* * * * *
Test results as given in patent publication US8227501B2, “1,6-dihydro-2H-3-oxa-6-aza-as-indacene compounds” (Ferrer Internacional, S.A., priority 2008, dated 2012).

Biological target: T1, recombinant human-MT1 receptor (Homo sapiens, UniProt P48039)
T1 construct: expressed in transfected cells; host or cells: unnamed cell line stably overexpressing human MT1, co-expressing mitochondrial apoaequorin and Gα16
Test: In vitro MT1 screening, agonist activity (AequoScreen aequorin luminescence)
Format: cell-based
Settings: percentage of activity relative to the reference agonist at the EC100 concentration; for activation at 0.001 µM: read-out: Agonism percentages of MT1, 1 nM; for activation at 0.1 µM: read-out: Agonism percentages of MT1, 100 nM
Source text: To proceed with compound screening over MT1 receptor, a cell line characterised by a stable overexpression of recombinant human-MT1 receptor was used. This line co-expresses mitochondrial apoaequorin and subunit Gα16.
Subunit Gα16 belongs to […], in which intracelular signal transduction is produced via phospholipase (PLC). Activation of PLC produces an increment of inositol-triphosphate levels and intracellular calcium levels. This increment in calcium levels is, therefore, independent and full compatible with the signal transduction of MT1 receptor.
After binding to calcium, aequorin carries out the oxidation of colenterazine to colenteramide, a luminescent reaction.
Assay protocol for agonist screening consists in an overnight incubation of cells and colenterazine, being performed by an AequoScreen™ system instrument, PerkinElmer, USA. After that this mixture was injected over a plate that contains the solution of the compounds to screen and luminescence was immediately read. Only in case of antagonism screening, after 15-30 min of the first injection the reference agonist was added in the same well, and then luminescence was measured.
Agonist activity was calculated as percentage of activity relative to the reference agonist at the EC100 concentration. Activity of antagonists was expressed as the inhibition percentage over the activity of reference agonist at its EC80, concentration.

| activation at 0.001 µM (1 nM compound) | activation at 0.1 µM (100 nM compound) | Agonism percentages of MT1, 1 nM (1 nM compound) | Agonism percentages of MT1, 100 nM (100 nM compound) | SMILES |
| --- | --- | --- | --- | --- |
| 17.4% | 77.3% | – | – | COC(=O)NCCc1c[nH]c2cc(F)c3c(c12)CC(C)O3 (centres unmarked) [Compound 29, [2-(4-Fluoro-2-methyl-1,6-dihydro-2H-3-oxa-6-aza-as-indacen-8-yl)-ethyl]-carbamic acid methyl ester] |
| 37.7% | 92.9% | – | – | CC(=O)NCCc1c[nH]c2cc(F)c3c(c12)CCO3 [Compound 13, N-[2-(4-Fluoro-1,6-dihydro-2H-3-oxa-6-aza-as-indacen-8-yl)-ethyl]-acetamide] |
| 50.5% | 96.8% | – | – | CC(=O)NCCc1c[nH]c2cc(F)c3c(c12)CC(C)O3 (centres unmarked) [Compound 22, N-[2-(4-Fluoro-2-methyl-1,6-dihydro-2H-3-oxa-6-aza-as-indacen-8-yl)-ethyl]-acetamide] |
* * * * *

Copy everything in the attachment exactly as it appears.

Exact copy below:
Test results as given in patent publication US8227501B2, “1,6-dihydro-2H-3-oxa-6-aza-as-indacene compounds” (Ferrer Internacional, S.A., priority 2008, dated 2012).

Biological target: T1, recombinant human-MT1 receptor (Homo sapiens, UniProt P48039)
T1 construct: expressed in transfected cells; host or cells: unnamed cell line stably overexpressing human MT1, co-expressing mitochondrial apoaequorin and Gα16
Test: In vitro MT1 screening, agonist activity (AequoScreen aequorin luminescence)
Format: cell-based
Settings: percentage of activity relative to the reference agonist at the EC100 concentration; for activation at 0.001 µM: read-out: Agonism percentages of MT1, 1 nM; for activation at 0.1 µM: read-out: Agonism percentages of MT1, 100 nM
Source text: To proceed with compound screening over MT1 receptor, a cell line characterised by a stable overexpression of recombinant human-MT1 receptor was used. This line co-expresses mitochondrial apoaequorin and subunit Gα16.
Subunit Gα16 belongs to […], in which intracelular signal transduction is produced via phospholipase (PLC). Activation of PLC produces an increment of inositol-triphosphate levels and intracellular calcium levels. This increment in calcium levels is, therefore, independent and full compatible with the signal transduction of MT1 receptor.
After binding to calcium, aequorin carries out the oxidation of colenterazine to colenteramide, a luminescent reaction.
Assay protocol for agonist screening consists in an overnight incubation of cells and colenterazine, being performed by an AequoScreen™ system instrument, PerkinElmer, USA. After that this mixture was injected over a plate that contains the solution of the compounds to screen and luminescence was immediately read. Only in case of antagonism screening, after 15-30 min of the first injection the reference agonist was added in the same well, and then luminescence was measured.
Agonist activity was calculated as percentage of activity relative to the reference agonist at the EC100 concentration. Activity of antagonists was expressed as the inhibition percentage over the activity of reference agonist at its EC80, concentration.

| activation at 0.001 µM (1 nM compound) | activation at 0.1 µM (100 nM compound) | Agonism percentages of MT1, 1 nM (1 nM compound) | Agonism percentages of MT1, 100 nM (100 nM compound) | SMILES |
| --- | --- | --- | --- | --- |
| 17.4% | 77.3% | – | – | COC(=O)NCCc1c[nH]c2cc(F)c3c(c12)CC(C)O3 (centres unmarked) [Compound 29, [2-(4-Fluoro-2-methyl-1,6-dihydro-2H-3-oxa-6-aza-as-indacen-8-yl)-ethyl]-carbamic acid methyl ester] |
| 37.7% | 92.9% | – | – | CC(=O)NCCc1c[nH]c2cc(F)c3c(c12)CCO3 [Compound 13, N-[2-(4-Fluoro-1,6-dihydro-2H-3-oxa-6-aza-as-indacen-8-yl)-ethyl]-acetamide] |
| 50.5% | 96.8% | – | – | CC(=O)NCCc1c[nH]c2cc(F)c3c(c12)CC(C)O3 (centres unmarked) [Compound 22, N-[2-(4-Fluoro-2-methyl-1,6-dihydro-2H-3-oxa-6-aza-as-indacen-8-yl)-ethyl]-acetamide] |